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Strangers with Candy

Amy Sedaris suits up as everyone's favorite former-prostitute/drug addict-turned-high school student in the long-awaited--and quite funny--big-screen version of the cult TV series.


Strangers with Candy is a prequel to Comedy Central's same-named 1999-2000 series, which detailed the ups and (many) downs of Jerri Blank's (Sedaris) twisted after school-special-like saga. Fans of the show are as familiar with Jerri's story as Jerri is with turtlenecks, hair gel, and the inside of the slammer. But for newbies, here's a quick recap: Released from jail at the tender age of 46, ex-junkie Jerri decides to resume her life where she left off--meaning going back to high school. Between courting the cool kids' favor, dealing with the animosity of born-again science teacher Chuck Noblet (Stephen Colbert), and lots and lots of uncomfortable flirting, Jerri tries to win the state science fair to help rouse her comatose father (Dan Hedaya). All in all, it feels a lot like a ''very special episode'' of the TV show--with slightly better production values.


Strangers with Candy is hardly a subtle movie--and neither are its performances. Each character is purposely as exaggerated and over-the-top as possible, particularly Jerri herself. Sedaris literally disappears into the part, covering up her trim figure and friendly smile with a fat suit and buck teeth. Jerri is at her funniest when her prison past butts heads with her new desire to please and conform. Take for example a pleasant family dinner which degenerates into a fork-stabbing brawl. Strangers co-creators Colbert and Paul Dinello (pals of Sedaris since their early improv days) are stand-outs, too; Colbert, as always, masters the art of seething at perceived slights as Mr. Noblet, and Dinello is earnestly demoralizing as perky art teacher Geoffrey Jellineck. The strong supporting cast also includes several familiar faces from the TV show, plus Matthew Broderick as a science fair ringer.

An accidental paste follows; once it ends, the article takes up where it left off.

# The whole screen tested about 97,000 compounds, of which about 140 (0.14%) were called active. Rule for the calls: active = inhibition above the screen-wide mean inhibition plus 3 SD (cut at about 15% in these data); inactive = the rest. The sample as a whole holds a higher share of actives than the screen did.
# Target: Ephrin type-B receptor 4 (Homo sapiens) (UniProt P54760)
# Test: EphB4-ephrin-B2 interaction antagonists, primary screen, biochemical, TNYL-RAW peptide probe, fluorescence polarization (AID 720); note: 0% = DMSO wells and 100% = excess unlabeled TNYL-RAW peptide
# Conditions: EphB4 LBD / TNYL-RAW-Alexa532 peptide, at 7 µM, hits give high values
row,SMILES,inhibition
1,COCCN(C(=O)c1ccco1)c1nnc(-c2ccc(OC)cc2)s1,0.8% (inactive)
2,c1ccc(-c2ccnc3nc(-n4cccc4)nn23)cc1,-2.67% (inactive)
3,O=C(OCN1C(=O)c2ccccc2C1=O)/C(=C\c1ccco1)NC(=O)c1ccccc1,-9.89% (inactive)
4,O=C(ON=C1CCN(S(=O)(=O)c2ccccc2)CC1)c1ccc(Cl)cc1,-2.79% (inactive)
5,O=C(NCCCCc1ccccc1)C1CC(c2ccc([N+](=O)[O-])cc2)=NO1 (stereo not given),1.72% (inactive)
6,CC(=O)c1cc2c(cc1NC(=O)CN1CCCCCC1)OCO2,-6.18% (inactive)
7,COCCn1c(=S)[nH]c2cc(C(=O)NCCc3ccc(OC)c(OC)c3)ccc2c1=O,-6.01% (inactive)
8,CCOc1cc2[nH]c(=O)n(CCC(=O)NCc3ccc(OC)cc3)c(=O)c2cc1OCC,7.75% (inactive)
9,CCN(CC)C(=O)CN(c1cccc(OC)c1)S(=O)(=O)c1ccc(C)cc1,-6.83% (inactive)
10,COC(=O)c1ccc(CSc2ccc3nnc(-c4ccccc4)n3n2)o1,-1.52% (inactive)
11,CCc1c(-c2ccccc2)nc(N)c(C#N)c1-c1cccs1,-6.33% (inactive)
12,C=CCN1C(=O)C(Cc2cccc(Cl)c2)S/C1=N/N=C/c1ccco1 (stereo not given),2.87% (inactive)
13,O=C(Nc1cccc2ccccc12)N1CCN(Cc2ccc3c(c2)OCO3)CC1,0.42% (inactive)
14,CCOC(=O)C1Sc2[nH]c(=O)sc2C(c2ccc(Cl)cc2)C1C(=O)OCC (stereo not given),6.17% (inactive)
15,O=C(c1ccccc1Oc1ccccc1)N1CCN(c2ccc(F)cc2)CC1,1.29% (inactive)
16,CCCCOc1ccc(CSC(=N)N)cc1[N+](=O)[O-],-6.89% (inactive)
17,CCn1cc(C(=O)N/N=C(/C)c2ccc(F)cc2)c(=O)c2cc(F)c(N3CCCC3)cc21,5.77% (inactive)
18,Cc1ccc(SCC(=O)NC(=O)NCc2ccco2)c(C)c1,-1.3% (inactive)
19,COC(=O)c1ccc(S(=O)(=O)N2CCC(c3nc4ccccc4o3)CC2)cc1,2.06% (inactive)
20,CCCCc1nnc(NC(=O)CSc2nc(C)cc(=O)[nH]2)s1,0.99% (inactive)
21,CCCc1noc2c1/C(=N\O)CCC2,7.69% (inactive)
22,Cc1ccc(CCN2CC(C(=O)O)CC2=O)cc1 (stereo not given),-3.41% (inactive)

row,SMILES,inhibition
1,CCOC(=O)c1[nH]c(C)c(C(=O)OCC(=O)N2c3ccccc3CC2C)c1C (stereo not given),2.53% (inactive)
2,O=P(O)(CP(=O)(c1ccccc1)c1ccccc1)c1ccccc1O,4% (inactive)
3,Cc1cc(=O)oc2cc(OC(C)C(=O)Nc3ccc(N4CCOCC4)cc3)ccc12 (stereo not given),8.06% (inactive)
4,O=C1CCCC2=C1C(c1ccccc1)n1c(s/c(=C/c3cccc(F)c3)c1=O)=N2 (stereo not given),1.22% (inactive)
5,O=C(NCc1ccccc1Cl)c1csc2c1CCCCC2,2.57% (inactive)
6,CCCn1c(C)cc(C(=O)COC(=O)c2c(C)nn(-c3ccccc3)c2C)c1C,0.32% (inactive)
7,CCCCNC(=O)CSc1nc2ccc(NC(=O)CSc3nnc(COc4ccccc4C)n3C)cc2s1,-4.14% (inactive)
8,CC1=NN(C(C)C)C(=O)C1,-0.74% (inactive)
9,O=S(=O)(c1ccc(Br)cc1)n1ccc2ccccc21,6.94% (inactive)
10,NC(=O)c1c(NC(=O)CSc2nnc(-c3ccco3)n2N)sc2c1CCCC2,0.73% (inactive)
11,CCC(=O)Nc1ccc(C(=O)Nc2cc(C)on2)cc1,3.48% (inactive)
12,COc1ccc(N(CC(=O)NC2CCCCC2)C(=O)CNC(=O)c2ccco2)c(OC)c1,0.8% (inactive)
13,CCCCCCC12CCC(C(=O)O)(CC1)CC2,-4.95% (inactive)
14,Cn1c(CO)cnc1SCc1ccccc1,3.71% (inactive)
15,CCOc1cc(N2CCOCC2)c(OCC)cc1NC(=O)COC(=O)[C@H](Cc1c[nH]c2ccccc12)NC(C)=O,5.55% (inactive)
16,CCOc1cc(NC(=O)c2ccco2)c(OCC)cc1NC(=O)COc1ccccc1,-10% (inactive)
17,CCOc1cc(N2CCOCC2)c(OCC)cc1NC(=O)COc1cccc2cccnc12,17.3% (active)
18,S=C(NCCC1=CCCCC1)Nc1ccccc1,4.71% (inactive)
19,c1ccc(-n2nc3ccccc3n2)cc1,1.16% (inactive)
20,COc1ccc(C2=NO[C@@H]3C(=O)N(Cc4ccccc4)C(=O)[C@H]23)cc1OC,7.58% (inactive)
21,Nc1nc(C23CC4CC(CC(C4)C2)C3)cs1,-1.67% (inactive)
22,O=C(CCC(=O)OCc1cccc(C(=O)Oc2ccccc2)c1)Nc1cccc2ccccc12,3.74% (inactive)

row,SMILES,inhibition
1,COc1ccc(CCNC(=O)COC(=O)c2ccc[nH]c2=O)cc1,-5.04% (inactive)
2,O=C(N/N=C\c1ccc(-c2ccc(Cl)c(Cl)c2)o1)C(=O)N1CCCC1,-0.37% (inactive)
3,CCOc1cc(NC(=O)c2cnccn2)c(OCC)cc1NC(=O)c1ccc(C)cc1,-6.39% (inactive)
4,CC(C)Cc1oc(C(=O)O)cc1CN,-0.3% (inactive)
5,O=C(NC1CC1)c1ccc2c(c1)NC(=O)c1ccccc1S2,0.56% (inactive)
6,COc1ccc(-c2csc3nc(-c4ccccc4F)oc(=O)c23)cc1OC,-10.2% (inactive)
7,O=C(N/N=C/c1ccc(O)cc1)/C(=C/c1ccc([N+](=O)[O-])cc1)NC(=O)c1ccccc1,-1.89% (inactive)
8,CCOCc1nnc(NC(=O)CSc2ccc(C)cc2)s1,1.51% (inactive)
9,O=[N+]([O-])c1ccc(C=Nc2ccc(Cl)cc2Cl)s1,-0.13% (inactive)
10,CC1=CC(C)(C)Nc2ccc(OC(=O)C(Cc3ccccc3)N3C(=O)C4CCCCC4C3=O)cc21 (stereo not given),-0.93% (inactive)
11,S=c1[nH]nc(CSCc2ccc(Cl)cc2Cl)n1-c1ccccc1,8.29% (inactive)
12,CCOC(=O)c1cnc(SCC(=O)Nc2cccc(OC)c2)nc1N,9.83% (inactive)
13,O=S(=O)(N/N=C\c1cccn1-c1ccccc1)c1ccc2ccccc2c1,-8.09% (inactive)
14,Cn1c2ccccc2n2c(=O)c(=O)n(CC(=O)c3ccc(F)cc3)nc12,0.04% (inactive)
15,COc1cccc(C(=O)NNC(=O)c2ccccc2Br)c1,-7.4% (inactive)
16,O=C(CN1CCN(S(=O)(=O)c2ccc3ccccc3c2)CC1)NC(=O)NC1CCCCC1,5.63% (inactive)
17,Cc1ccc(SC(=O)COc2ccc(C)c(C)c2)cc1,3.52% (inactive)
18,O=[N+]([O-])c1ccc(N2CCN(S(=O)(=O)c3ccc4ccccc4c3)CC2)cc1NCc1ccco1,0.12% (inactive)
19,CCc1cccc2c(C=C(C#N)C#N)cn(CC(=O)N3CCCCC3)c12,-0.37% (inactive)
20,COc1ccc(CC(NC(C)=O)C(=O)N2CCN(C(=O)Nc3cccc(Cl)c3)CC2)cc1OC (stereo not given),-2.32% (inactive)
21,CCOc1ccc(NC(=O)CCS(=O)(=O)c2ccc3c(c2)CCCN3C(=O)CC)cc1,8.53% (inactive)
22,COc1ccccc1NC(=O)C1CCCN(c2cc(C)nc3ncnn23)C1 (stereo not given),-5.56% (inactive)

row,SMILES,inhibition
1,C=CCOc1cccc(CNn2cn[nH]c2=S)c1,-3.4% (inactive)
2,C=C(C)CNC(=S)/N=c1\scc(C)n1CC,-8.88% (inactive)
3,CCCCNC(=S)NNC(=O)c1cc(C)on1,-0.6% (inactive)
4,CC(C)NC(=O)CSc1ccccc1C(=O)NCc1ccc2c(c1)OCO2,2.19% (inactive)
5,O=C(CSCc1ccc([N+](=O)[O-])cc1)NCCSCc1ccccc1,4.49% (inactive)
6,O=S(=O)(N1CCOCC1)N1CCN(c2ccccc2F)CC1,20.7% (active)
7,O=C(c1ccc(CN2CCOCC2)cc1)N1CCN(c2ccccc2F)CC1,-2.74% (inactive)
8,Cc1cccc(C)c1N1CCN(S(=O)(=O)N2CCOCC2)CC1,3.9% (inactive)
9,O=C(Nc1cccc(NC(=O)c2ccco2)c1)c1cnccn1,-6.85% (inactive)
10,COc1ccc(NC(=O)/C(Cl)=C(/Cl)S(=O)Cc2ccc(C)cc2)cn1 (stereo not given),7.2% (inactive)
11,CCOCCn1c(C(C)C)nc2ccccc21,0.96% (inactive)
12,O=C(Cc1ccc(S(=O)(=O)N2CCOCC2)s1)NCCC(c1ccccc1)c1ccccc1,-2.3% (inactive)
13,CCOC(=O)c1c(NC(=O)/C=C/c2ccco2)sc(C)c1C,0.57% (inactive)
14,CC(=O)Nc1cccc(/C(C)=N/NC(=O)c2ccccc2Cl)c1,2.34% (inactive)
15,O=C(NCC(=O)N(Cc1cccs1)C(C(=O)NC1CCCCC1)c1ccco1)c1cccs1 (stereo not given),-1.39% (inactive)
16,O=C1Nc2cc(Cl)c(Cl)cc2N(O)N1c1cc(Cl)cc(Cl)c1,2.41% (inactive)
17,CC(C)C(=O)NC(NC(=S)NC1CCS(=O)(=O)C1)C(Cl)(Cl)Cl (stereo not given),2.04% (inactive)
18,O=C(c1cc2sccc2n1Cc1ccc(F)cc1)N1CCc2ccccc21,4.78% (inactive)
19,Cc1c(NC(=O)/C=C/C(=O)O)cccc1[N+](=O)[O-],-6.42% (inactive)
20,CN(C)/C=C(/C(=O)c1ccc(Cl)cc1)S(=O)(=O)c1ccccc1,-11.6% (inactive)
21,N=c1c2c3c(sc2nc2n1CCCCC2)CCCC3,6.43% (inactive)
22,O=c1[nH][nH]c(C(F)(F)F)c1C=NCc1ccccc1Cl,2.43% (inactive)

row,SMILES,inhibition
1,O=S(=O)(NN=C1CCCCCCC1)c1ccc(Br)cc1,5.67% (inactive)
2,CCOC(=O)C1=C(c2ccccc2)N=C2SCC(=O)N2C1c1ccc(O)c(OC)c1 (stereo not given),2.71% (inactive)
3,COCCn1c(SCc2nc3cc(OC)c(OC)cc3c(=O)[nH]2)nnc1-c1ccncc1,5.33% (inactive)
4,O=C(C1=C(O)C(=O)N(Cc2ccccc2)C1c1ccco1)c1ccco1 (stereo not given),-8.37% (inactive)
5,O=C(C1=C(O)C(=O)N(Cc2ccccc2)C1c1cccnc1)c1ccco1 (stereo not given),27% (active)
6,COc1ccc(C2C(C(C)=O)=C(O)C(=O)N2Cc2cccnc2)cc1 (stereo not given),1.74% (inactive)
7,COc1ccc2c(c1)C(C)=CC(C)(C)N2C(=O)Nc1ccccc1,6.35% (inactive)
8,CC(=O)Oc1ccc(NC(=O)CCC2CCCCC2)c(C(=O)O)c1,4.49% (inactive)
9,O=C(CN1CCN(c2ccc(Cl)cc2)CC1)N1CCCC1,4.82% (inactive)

Dinello--who co-wrote the movie with Sedaris and Colbert--took the director's chair for the Strangers feature, and he does the trio's baby proud. Despite the fact that some roles were recast with new actors for the big-screen version, the TV show's cracked sense of humor made it through the transition intact, which is sure to make die-hard fans breathe a collective sigh of relief. That said, those who aren't in the die-hard camp will enjoy the film, too, even if they don't get all of the in-jokes. Dinello wisely allows Sedaris--buck teeth, bling, and all--to stay in the spotlight as much as possible, so as long as you find Jerri funny rather than repulsive, there's plenty to chuckle at. Strangers with Candy isn't a fancy movie or, from the looks of it, an expensive one, but it's got a skewed sensibility that sets it apart from the crowd. Just like Jerri.

Bottom Line rated this film 3 stars.